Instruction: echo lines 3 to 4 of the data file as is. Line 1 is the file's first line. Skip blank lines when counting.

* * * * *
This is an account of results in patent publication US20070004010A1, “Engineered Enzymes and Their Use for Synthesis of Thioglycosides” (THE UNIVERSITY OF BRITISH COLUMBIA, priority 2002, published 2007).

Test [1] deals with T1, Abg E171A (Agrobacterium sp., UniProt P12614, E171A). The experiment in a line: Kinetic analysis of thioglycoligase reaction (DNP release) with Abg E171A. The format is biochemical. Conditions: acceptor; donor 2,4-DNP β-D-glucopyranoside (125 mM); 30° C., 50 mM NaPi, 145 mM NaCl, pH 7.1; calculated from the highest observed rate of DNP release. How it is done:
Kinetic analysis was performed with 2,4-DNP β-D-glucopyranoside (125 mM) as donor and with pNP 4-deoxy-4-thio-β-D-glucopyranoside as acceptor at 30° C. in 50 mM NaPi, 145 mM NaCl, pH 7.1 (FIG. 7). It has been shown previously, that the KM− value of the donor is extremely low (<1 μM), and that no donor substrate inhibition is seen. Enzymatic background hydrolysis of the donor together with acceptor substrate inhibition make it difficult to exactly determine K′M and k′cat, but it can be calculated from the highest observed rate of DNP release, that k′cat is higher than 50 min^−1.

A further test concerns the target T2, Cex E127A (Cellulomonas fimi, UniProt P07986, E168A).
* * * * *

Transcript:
Kinetic analysis was performed with 2,4-DNP β-D-glucopyranoside (125 mM) as donor and with pNP 4-deoxy-4-thio-β-D-glucopyranoside as acceptor at 30° C. in 50 mM NaPi, 145 mM NaCl, pH 7.1 (FIG. 7). It has been shown previously, that the KM− value of the donor is extremely low (<1 μM), and that no donor substrate inhibition is seen. Enzymatic background hydrolysis of the donor together with acceptor substrate inhibition make it difficult to exactly determine K′M and k′cat, but it can be calculated from the highest observed rate of DNP release, that k′cat is higher than 50 min^−1.

A further test concerns the target T2, Cex E127A (Cellulomonas fimi, UniProt P07986, E168A).